But the NYSC Director of Corps Certification, Ibrahim A. Muhammad said no such certificate was ever issued to Mbah.

To prove that they mean business and cocksure of their position, Peter Mbah proceeded to sue Muhammed and NYSC for N20b as “exemplary damages” for “conspiracy, deceit and misrepresentation of facts.”

The suit followed a judgment by a Federal High Court presided over by Justice Iyang Ekwo who agreed to “an order of interim injunction restraining the defendants, NYSC and Muhammed from issuing, publishing further disclaimer that the NYSC certificate dated January 6, 2003, with certificate number: A808297 issued to the plaintiff… by Section 11 of the NYSC Decree No. 51 of 1993, was not issued by NYSC pending the hearing and determination of the motion on notice filed in this suit.”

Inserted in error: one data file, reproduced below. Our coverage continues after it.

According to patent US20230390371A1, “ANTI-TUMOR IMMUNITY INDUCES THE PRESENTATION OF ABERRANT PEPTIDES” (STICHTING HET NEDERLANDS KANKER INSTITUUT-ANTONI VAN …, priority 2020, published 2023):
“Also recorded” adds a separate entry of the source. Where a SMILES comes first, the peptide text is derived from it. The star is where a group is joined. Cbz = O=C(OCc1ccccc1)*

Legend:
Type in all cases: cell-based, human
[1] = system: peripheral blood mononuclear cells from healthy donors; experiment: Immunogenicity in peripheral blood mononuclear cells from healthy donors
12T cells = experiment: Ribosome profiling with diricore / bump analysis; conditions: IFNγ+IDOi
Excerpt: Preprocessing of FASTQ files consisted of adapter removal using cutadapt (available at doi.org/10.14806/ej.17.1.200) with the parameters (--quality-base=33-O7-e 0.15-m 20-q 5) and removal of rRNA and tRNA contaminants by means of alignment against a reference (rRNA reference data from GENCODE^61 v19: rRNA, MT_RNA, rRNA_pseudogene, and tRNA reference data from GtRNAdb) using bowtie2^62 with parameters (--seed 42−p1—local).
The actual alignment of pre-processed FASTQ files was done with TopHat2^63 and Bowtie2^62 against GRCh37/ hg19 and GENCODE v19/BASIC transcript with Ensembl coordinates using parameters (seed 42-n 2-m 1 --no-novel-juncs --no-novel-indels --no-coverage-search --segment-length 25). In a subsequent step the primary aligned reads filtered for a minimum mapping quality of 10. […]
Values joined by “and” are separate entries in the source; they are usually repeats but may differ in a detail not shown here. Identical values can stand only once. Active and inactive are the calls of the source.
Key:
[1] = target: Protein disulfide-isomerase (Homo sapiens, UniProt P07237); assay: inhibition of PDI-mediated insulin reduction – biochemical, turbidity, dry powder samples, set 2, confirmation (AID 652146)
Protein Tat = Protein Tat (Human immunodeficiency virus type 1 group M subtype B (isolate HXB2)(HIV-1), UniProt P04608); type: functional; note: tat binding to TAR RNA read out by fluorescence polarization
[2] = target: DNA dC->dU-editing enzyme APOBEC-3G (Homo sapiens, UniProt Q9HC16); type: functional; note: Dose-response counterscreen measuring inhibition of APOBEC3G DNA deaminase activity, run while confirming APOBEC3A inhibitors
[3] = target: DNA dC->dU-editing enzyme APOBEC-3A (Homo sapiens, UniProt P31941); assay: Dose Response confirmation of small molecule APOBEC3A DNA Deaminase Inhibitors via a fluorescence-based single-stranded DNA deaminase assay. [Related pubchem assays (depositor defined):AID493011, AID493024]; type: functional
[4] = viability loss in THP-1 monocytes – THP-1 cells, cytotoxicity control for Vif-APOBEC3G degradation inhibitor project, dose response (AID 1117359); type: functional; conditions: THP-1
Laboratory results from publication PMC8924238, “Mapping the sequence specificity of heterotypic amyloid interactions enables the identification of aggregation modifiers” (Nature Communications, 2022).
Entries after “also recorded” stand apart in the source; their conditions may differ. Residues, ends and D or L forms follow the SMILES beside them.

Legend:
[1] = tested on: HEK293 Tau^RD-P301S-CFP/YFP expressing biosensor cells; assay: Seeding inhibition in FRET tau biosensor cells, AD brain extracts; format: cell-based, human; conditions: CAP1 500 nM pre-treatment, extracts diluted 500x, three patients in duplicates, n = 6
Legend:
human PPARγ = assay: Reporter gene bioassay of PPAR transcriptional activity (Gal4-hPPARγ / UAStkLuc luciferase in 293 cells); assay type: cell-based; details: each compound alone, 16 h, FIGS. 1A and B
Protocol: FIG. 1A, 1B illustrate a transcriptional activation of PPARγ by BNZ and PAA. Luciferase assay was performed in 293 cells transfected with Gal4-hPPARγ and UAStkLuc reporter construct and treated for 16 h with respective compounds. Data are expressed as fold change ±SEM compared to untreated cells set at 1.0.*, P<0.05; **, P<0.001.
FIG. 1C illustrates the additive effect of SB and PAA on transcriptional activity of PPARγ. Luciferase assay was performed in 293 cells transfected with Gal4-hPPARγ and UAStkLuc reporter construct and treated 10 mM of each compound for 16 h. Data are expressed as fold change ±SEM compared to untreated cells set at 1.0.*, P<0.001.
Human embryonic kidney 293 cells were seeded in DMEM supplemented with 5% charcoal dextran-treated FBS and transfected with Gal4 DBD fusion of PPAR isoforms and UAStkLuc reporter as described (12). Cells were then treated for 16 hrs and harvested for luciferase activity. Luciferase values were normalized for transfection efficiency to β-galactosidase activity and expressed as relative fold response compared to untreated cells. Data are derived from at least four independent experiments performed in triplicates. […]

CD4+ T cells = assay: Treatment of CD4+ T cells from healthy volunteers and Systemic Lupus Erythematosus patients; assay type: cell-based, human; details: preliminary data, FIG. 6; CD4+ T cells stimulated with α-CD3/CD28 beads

This may have riled the bosses at NYSC to no end. The response this time was quick and damning. It was the DG himself, Brigadier General Yushau Ahmed who pronounced with oracular finality: “Enugu governor-elect’s certificate not from NYSC.”

For now, Nigerians are waiting for the outcome of the certificate saga. Who is fibbing and who is not? THEWILL asked the founding father of NYSC Nwala.

His response was as terse as it was precise: “It is difficult to believe Mr. Mbah and not the man who controls NYSC records.”

Overall, how does he feel about the institution he helped nurture to life now at 50. “I feel very sad,” the don told the newspaper. “It is a negation of the noble vision that inspired its formation. Because politics in Nigeria is the game vampires play, all the great institutions whose foundation I have helped to lay with other patriots have been destroyed.”